Diabetes medications: Siberian ginseng may lower blood sugar levels, raising the risk of hypoglycemia or low blood sugar.
Lithium: Siberian ginseng could make it harder for the body to get rid of lithium, meaning dangerously high levels could build up.
Other medications: Siberian ginseng may interact with medications that are broken down by the liver. If you take any of these kinds of medications, ask your doctor before taking Siberian ginseng.
Drugs that suppress the immune system: Siberian ginseng may boost the immune system and could interact with drugs taken to treat an autoimmune disease or drugs taken after organ transplant.
Sedatives: Siberian ginseng may make the effects of sedatives stronger, especially barbiturates. Barbiturates are medications, including pentobarbital, that are used to treat insomnia or seizures.
Arushanian EB, Shikina IB. Improvement of light and color perception in humans upon prolonged administration of eleutherococcus. Eksp Klin Farmakol. 2004;67(4):64-6.
Bleakney TL. Deconstructing an adaptogen: Eleutherococcus senticosus. Holist Nurs Pract. 2008 Jul-Aug;22(4):220-4. Review.
Bucci LR. Selected herbals and human exercise performance. Am J Clin Nutr. 2000;72(suppl):624S-636S.
Cicero AF, Derosa G, Brillante R, et al. Effects of Siberian ginseng (Eleutherococcus senticosus maxim.) on elderly quality of life: a randomized clinical trial. Arch Gerontol Geriatr Suppl. 2004;(9):69-73.
Dasgupta A, Wu S, Actor J, et al. Effect of Asian and Siberian ginseng on serum digoxin measurement by five digoxin immunoassays. Significant variation in digoxin-like immunoreactivity among commercial ginsengs. Am J Clin Pathol. 2003;119(2):298-303.
Davydov M, Krikorian AD. Eleutherococcus senticosus (Rupr. & Maxim.) Maxim. (Araliaceae) as an adaptogen: a closer look. J Ethnopharmacol. 2000;72(3):345-93.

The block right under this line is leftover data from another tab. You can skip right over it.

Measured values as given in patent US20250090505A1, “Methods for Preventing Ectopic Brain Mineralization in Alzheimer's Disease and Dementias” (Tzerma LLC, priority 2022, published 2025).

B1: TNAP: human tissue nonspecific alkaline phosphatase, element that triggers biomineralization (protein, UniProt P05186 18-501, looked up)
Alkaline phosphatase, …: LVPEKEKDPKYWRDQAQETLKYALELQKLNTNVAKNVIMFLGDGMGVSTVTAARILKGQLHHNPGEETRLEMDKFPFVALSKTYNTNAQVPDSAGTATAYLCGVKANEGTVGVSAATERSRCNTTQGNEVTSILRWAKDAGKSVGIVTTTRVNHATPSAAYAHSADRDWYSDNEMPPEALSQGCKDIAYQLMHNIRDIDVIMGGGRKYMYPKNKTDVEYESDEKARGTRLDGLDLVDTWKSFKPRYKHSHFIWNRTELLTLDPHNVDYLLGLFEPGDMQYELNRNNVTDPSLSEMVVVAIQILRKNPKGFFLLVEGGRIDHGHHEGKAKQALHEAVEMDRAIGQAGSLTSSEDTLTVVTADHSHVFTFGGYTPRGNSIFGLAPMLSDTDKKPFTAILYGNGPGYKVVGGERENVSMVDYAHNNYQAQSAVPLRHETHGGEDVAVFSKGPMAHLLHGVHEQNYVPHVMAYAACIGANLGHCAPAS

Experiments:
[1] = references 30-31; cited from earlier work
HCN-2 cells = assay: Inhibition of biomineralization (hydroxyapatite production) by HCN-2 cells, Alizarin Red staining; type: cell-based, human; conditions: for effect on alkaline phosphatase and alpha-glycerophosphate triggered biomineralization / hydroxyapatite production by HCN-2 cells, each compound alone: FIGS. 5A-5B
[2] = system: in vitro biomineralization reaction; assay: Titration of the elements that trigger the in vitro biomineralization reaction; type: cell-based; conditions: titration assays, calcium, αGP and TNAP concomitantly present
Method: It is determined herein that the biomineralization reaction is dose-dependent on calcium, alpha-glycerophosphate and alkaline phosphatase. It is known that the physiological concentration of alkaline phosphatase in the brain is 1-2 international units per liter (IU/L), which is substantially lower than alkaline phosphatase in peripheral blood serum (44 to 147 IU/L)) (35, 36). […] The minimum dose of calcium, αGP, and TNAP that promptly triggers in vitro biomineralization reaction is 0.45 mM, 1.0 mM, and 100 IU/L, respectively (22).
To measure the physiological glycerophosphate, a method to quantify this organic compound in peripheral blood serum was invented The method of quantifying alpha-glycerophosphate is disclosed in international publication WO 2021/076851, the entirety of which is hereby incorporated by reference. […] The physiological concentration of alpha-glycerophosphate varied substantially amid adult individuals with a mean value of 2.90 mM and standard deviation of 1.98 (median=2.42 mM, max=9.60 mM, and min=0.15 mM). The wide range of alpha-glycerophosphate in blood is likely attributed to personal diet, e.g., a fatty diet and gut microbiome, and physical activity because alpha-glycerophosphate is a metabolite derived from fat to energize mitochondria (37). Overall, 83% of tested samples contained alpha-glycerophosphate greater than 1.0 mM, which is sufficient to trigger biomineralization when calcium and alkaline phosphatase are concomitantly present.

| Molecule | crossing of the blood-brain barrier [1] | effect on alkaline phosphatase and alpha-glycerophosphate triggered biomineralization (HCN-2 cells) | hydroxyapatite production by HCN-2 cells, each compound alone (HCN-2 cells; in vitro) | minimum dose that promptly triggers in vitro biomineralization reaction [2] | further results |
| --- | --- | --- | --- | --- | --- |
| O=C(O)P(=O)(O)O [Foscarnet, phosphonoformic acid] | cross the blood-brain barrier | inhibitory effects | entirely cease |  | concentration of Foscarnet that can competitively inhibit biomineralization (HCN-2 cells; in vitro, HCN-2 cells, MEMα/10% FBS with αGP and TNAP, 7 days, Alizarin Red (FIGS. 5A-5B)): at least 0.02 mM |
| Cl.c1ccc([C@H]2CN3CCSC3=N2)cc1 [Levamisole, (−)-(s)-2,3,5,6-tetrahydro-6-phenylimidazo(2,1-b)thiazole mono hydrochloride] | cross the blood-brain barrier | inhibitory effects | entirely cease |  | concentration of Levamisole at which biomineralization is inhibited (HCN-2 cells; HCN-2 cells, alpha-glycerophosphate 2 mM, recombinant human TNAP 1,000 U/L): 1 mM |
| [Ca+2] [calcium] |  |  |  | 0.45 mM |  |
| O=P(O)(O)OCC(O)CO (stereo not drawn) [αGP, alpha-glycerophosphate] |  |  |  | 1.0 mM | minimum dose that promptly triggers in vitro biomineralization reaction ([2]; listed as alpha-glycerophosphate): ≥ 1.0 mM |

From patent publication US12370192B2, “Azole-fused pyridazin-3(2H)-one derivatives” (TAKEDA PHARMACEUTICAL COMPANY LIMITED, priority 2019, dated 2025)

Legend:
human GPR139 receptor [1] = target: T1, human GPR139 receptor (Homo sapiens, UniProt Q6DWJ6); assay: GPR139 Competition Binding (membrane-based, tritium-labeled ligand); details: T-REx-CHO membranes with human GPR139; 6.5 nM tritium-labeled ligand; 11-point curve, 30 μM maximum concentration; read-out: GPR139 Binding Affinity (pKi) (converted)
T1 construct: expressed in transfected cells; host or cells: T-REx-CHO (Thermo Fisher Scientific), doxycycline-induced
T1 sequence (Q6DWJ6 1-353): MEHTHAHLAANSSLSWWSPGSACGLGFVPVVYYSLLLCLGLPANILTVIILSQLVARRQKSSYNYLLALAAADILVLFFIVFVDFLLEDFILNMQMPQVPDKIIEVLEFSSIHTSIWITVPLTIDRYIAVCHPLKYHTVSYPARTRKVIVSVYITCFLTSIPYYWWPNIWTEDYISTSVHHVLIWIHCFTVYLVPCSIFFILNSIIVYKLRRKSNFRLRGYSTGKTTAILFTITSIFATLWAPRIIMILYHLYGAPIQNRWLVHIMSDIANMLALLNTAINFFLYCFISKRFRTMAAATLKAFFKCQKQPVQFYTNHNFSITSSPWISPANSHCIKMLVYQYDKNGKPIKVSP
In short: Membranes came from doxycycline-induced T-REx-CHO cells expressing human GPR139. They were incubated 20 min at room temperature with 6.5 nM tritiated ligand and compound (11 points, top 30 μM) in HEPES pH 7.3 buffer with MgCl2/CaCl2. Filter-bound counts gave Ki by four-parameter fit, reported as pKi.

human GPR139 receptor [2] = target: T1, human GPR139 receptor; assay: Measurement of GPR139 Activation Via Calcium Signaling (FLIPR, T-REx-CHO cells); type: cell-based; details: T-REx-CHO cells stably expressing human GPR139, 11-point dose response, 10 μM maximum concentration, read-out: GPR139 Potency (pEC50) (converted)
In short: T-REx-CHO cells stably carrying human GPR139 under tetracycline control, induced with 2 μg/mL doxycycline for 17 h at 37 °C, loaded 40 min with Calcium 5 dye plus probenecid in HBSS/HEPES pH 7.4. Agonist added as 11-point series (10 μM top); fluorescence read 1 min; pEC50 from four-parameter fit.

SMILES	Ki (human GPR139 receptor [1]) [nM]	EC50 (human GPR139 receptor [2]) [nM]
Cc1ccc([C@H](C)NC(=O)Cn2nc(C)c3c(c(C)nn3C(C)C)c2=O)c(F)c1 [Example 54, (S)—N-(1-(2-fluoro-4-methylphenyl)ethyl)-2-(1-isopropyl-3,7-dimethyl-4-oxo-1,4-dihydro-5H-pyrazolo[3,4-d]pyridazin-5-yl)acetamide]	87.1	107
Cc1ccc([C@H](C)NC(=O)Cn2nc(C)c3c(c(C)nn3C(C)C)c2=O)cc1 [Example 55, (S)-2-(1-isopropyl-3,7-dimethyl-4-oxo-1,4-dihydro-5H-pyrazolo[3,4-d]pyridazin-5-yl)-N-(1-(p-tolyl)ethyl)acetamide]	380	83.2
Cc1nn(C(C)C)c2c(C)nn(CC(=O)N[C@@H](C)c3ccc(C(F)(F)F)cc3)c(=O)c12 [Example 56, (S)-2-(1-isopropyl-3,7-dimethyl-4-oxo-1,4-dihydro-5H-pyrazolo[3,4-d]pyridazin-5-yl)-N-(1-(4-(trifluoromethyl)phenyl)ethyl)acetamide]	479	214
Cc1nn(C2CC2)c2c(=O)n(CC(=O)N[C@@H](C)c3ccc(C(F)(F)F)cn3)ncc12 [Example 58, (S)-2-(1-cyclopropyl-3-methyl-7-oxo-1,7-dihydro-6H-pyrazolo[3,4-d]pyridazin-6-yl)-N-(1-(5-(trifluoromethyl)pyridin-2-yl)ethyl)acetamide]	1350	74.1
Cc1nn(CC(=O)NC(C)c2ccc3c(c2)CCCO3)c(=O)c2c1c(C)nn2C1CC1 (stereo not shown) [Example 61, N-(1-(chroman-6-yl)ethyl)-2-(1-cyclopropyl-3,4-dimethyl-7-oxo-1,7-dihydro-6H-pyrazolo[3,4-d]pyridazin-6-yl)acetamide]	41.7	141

Eschbach LF, Webster MJ, Boyd JC, et al. The effect of Siberian ginseng (Eleutherococcus senticosus) on substrate utilization and performance. Int J Sport Nutr Exerc Metab. 2000;10(4):444-51.
Fugh-Berman A. Herb-drug interactions. Lancet. 2000;355:134-138.
Gabrielian ES, Shukarian AK, Goukasova GI, et al. A double blind, placebo-controlled study of Andrographis paniculata fixed combination Kan Jang in the treatment of acute upper respiratory tract infections including sinusitis. Phytomedicine. 2002;9:589-597.
Glatthaar-Saalmuller B, Sacher F, Esperester A. Antiviral activity of an extract derived from roots of Eleutherococcus senticosus. Antiviral Res. 2001;50(3):223-8.
Goulet ED, Dionne IJ. Assessment of the effects of eleutherococcus senticosus on endurance performance. Int J Sport Nutr Exerc Metab. 2005;15(1):75-83.
Gruenwald J, Brednler T, Jaenicke C. PDR for Herbal Medicines, 4th ed. Montvale, NJ: Thomson Healthcare; 2007:751-753.
Gyllenhaal C, Merritt SL, Peterson SD, et al. Efficacy and safety of herbal stimulants and sedatives in sleep disorders. Sleep Med Rev. 2000;4(2):229-251.